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### nerst

Posted: Tue Feb 25, 2020 8:51 pm
how do we get the moles in nerst.

### Re: nerst

Posted: Tue Feb 25, 2020 8:52 pm
You must first balance the equation and then use the number of electrons you cancel out as the value for n.

### Re: nerst

Posted: Wed Feb 26, 2020 4:44 pm
After balancing the redox reaction, you can see how many moles of electrons are transferred in the reaction. Use the coefficient of e- after simplifying the balanced reaction.

### Re: nerst

Posted: Thu Feb 27, 2020 1:14 pm
Once you balance the redox reaction, you'll be able to determine how many moles of electrons are transferred, and that's the number you would use for n.

### Re: nerst

Posted: Thu Feb 27, 2020 1:36 pm
n is the number of electrons that are being transferred in the redox reaction. You find this number after balancing the equation.

### Re: nerst

Posted: Thu Feb 27, 2020 2:54 pm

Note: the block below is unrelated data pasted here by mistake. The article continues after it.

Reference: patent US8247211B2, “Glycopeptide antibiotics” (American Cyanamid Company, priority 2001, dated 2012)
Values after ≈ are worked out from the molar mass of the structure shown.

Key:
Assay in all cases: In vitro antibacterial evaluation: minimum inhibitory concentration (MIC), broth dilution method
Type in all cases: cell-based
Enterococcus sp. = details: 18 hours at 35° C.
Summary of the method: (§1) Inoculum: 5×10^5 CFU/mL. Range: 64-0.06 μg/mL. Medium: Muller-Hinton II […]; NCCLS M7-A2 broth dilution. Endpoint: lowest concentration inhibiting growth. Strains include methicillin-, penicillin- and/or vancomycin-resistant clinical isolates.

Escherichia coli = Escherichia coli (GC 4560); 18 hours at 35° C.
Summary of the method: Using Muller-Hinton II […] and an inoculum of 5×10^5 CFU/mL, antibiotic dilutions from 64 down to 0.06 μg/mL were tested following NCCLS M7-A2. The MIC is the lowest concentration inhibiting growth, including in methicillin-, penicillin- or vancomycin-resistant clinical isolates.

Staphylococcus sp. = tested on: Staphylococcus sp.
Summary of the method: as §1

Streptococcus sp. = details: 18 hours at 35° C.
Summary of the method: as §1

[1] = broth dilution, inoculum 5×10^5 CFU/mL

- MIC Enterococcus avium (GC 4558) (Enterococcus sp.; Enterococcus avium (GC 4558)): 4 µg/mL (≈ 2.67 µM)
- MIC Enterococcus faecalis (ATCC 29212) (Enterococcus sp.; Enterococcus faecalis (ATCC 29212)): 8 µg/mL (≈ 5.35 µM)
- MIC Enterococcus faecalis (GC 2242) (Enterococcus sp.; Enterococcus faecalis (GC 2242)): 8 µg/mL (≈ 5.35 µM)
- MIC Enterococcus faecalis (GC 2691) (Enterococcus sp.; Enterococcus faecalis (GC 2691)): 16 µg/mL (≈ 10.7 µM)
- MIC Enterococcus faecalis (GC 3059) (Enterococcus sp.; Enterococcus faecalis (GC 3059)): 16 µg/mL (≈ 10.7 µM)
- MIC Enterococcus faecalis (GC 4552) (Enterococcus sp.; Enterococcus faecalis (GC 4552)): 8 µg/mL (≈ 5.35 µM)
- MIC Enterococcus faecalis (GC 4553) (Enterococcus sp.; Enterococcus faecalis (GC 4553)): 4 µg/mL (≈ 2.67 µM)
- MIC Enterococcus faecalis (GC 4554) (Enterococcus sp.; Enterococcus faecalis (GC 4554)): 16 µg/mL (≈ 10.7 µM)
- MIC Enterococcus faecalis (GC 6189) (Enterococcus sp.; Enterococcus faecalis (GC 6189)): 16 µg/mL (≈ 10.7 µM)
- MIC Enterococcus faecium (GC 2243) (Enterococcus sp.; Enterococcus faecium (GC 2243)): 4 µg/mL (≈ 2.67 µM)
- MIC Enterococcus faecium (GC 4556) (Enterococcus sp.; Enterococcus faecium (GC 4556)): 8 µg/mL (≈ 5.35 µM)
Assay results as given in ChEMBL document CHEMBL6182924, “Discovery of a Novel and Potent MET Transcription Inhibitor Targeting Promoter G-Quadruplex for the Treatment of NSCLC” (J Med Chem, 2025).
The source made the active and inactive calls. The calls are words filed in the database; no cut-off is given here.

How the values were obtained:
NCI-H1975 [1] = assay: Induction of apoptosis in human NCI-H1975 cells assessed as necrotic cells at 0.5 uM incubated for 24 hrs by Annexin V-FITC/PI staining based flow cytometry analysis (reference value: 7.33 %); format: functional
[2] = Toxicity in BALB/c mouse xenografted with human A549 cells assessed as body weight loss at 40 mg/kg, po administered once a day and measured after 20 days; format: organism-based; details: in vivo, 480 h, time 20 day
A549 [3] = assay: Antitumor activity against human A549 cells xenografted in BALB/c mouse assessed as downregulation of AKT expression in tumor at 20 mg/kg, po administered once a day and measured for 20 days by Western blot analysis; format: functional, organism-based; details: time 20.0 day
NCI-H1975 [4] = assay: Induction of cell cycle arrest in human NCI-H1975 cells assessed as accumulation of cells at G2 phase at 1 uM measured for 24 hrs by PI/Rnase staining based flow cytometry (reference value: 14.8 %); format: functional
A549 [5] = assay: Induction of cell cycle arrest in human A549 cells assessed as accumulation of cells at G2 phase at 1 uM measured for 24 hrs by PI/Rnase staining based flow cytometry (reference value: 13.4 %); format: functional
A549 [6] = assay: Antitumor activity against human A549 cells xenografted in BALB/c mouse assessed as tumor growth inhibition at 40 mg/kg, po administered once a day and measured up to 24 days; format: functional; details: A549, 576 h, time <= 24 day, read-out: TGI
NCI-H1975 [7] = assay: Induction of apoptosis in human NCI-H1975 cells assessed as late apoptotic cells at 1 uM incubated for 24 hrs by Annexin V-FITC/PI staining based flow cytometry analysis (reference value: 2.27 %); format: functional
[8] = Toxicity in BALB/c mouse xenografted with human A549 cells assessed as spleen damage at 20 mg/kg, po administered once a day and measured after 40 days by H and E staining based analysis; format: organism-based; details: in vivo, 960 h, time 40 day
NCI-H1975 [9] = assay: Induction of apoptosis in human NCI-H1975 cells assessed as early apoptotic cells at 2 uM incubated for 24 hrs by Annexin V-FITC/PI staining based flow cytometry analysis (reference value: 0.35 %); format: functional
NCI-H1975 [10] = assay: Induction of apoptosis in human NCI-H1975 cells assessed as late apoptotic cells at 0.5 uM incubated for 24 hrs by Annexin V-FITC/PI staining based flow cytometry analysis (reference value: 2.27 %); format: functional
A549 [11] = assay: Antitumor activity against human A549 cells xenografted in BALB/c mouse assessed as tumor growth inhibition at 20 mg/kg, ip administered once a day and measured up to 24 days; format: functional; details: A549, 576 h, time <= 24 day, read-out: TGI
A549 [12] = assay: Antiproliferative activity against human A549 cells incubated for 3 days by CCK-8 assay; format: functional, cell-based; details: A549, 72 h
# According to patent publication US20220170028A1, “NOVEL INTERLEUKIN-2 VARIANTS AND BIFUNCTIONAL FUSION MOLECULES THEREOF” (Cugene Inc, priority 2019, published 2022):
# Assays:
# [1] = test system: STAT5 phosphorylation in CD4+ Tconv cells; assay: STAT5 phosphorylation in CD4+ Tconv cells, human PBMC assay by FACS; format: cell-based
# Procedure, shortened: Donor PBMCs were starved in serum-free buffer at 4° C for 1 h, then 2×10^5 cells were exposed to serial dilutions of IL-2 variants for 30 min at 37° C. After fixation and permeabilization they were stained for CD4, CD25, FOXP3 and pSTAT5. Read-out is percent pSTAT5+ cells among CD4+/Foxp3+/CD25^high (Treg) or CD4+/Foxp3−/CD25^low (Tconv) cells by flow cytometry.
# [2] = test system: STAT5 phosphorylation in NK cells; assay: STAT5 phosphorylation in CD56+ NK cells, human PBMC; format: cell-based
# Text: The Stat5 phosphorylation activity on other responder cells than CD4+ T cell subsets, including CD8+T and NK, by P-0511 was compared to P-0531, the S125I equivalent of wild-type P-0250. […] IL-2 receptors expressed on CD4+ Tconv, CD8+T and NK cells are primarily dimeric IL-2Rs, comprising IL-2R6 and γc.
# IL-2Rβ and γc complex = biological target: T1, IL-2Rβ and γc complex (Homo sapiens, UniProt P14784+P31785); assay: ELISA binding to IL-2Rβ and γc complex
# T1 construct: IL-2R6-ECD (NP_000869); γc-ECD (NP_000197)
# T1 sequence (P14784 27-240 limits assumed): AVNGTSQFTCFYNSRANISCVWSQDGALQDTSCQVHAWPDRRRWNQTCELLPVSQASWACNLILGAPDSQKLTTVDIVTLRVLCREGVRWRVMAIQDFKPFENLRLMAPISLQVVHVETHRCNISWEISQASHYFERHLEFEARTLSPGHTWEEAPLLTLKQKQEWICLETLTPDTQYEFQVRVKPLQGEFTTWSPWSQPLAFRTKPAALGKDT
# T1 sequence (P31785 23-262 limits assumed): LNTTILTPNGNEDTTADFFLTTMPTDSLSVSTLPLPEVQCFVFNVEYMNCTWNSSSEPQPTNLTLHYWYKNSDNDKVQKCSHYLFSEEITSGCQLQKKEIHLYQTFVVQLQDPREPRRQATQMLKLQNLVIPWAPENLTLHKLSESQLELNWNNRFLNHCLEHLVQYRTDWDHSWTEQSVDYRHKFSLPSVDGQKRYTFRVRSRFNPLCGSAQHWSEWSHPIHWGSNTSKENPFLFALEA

The n in the Nernst equation stands for the number of electrons transferred in the balanced reaction. The book says that the units of n is not moles and is just a unit less number. Then when you solve of delta G you get a value in J/mol since the moles don’t cancel out in your calculation.

### Re: nerst

Posted: Thu Feb 27, 2020 9:35 pm
Your n value is found by balancing the equation and determining the number of electrons that it took to balance it. So basically your n value is the number of electrons that it took to balance the equation.

### Re: nerst

Posted: Fri Feb 28, 2020 10:13 am
Balancing the redox half reactions will give you n for the nernst equation, since you will balance the charges to determine how many electrons to add to both sides. There are no moles in the equation aside from the concentrations (mol.L-1) or in the Gas constant R